Cape Town was one of 15 top global destinations to be chosen as ideal subjects for a case study by the United Nations World Tourism Organisation (UNWTO) and the World Tourism Cities Federation (WTCF), demonstrating the city’s global status and its potential to influence world travel, according to both its popularity and its practices in operating under sustainable tourism conditions.
The jointly launched ‘UNWTO-WTCF City Tourism Performance Research’ is an instrument with a set of criteria and a platform for exchange of information to benchmark tourism performance in urban destinations. The research focused on the following areas: destination management; economic impact; social and cultural impact; environmental impact and technology and new business models. Notably, according to the UNWTO, the case studies include a set of key urban tourism performance indicators, and an in-depth analysis of each city in areas related to the economic impact of tourism, sustainability or the use of new technologies in the measurement and management of urban tourism.
James Vos, Mayoral Committee Member for Economic Opportunities and Asset Management, including Tourism, Property Management, Strategic Assets, Enterprise and Investment, said: “Cape Town is a fascinating tourism hotspot; the city’s ideal situation at the Gateway to Africa brings so many cultures together that it offers a unique perspective on maintaining and sustaining a thriving tourism sector that’s of benefit to locals – our role is to continuously work towards ensuring that our communities are able to enjoy work opportunities in tourism and that the economic results of that are equally distributed through our neighbourhoods with long-term effect. In 2018 we saw 2.6 million international passengers recorded by Cape Town International Airport, representing a 9.6% growth from 2017 despite the drought and other problems experienced by the region, so imagine the possibilities.”
The astounding figures
Cape Town, which contributes approximately 11% to South Africa’s GDP, has a bustling tourism sector. Besides having the third-busiest airport in Africa, the city has a total of nearly 4 000 tourism enterprises, including 2 742 in different types of guest accommodation, 389 restaurants and 424 tourist attractions to cater for international and domestic visitors. In addition, it has 170 conference venues for business and other events. Bear in mind the volumes of staff required to ensure the operation of those businesses and you start to get a clearer picture of why tourism is so central to our local economy.
The most recent comprehensive study on the tourism economy carried out by Grant Thornton (2015) pegged tourism as bringing in an estimated R15bn ($1.1bn) for the Mother City, showcasing the industry as a major contributor to Cape Town’s economy. Cape Town tourism also contributes about 10% to the Western Cape’s GDP, through its unparalleled big attractions such as the Table Mountain Cableway, Cape Point and the V&A Waterfront, as well as numerous other popular activities such as wine tasting and other gastronomic offerings.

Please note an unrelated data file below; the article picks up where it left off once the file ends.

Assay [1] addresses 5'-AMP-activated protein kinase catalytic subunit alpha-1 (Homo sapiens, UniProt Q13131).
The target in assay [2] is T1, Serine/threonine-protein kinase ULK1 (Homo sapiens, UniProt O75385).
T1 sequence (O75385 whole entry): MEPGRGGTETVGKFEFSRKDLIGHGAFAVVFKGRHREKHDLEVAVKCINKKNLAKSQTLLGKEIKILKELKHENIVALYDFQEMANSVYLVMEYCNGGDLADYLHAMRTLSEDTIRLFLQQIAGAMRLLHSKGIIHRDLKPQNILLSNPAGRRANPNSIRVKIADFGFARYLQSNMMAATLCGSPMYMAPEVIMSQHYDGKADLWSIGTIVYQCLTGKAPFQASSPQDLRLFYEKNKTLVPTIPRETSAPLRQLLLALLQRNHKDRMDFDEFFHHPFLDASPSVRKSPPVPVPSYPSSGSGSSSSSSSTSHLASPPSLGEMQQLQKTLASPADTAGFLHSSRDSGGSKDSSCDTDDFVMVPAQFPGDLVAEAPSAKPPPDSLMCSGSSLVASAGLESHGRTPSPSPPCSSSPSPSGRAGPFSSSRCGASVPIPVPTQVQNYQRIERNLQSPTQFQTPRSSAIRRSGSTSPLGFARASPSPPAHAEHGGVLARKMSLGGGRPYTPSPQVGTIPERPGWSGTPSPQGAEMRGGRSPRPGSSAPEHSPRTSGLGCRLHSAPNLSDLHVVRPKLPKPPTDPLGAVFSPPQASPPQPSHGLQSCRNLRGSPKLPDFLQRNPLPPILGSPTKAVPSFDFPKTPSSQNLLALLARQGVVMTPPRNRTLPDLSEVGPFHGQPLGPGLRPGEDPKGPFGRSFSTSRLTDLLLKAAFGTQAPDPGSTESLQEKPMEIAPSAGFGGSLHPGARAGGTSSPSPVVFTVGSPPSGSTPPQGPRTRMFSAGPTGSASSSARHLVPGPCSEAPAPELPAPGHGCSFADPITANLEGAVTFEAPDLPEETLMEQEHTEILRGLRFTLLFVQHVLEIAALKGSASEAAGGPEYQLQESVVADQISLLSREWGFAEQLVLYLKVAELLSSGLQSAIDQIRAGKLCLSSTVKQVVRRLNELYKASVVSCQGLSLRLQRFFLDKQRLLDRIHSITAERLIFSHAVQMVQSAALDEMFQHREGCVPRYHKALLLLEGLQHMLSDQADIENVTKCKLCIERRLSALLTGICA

Maintaining a sustainable environment
It has been a privilege to participate in this global study, as it enables us to obtain a macro view of the impact of tourism on Cape Town as a destination, a view that allows us to build a sustainable tourism environment for the benefit of our local communities. Typically, global destinations of our magnitude experience some strain on resources and within communities, and the volumes of visitors to concentrated areas take no small amount of management. That’s partially why we are constantly seeking ways to spread the tourism load wider, inviting visitors into lesser-visited neighbourhoods. That also ensures that their spend is distributed more widely.
A further point to note is that Cape Town has been voted best host city in the world for events and festivals – again, no small feat. To illustrate this, Cape Town Cycle Tour sees R500m (€31m) flowing into the Western Cape economy during the week of the Cycle Tour. Approximately 15 000 riders participate in the Cycle Tour from outside the borders of the Western Cape, including international entrants, for a total of 35 000 participants. The tour has also attracted about 4 000 international riders to the city.
The Cape Town International Jazz Festival creates more than 2 000 temporary jobs. The festival annually boasts five stages with more than 40 artists performing over two nights. The festival hosts in excess of 37 000 music lovers over the two show days. The festival brings in the region of R700m (€43m) to the economy, and this has grown as the attendance has grown.
To sum up, each visitor you see taking pictures to share on their social media channels is an asset we must treasure, a contributor to our economy, without whom we’d struggle to find the capacity to support our population. It’s an honour to partner with the UNWTO in gathering the information that allows us to ensure continued growth and a sustainable tourism environment.